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This article is from the Encyclopedia of North Carolina edited by William S. Powell. Copyright © 2006 by the University of North Carolina Press. Used by permission of the publisher. For personal use and not for further distribution. Please submit permission requests for other use directly to the publisher.

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American Dance Festival

by Patricia L. Pertalion, 2006Dancers rehearse in the Reynolds Industries Theater at Duke University during the 2001 American Dance Festival. Photograph by Kevin Seifert. Durham Herald-Sun.

The American Dance Festival (ADF) is a six-week summer gathering of dance students, choreographers, and dance professionals of emerging and legendary status who work together in an exchange of dance craft, creativity, and experimentation, giving North Carolinians the opportunity to see important dance companies and innovators in a number that exceeds what is available in most larger metropolitan areas. The mission of the ADF is to promote all forms of modern dance, both classic and new. What became the ADF began in 1934 in Bennington, Vt., when Martha Hill invited modern dance choreographers Martha Graham, Doris Humphrey, Charles Weidman, and Hanya Holm to teach and choreograph new works at the School of Dance of Bennington College. Since that time the ADF's prestigious list of faculty and premiered masterworks has continued to grow and is unrivaled in the history of dance. The festival moved to Duke University in Durham in 1978.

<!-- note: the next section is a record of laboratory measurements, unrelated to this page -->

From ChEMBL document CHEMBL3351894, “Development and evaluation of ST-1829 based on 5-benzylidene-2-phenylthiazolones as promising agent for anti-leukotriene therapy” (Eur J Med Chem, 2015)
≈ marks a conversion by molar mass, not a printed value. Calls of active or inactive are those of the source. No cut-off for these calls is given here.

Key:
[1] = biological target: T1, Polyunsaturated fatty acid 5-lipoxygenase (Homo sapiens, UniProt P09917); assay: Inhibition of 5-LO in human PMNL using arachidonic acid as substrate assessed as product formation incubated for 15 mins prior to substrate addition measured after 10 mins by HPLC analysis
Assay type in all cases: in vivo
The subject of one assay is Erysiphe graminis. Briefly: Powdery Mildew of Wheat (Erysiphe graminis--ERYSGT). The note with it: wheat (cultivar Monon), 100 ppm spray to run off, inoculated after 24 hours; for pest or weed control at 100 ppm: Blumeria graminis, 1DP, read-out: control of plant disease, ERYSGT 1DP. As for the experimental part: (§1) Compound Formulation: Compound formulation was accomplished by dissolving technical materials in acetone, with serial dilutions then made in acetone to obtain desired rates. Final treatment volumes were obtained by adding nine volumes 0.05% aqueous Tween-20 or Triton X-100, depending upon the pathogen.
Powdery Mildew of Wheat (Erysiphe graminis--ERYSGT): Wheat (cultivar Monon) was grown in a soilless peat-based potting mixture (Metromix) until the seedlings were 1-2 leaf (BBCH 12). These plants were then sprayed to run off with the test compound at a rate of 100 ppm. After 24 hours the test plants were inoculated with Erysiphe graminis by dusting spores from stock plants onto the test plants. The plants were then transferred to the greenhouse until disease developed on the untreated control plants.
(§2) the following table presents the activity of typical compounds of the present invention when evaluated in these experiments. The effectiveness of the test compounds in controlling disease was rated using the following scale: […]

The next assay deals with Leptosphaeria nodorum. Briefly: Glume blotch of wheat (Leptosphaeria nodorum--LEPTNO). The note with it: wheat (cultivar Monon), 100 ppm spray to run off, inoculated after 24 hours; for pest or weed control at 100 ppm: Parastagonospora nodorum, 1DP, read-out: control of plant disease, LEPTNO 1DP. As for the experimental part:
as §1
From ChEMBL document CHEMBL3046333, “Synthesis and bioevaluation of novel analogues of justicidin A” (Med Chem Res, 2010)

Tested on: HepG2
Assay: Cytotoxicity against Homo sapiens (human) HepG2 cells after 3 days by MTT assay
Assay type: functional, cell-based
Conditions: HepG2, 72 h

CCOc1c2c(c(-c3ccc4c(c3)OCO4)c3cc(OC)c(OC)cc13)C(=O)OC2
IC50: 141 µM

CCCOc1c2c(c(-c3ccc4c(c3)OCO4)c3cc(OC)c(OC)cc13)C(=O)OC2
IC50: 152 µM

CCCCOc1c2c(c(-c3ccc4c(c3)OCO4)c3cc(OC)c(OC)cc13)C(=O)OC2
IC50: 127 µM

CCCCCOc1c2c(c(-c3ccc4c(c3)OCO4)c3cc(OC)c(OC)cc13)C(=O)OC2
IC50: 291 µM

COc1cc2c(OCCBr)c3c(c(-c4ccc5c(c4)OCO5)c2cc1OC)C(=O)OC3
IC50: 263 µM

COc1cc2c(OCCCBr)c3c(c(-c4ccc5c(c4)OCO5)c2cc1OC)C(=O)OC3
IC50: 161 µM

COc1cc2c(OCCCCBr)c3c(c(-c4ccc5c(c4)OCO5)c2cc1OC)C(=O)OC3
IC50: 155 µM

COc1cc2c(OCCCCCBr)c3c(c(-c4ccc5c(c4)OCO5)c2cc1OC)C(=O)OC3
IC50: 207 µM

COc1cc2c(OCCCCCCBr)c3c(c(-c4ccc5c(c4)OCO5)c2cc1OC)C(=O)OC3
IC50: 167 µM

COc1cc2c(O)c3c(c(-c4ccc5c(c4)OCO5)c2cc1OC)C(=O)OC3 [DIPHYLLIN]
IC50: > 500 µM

The ADF sponsors technique classes in dance forms and choreography; presents emerging and established dance companies in public performances; and sponsors workshops for dance teachers, critics, videographers, and movement therapists. In the 1980s the ADF began to move beyond the boundaries of America by presenting modern dance companies and artists from other countries, sponsoring the International Choreographers Residential Program, and holding "miniature" ADF programs in Japan, Korea, and Russia. In addition, the ADF started collaborative programs with existing dance institutions in China, South America, Africa, Poland, the Philippines, and other regions of the world.

The ADF's Black Tradition in American Modern Dance Project began in 1987 to preserve works created by African American choreographers. More than 20 such works have been reconstructed by leading American companies and presented in concert throughout the United States. The ADF Archival Project documents and preserves the performances and special events of the festival and provides access to these archives, which date back to the 1930s. The ADF video collection is housed in Lilly Library at Duke University, and the ADF continues to add to this collection by videotaping performances and interviews with choreographers. The ADF also has issued a series of publications.


Jack Anderson, American Dance Festival (1987).

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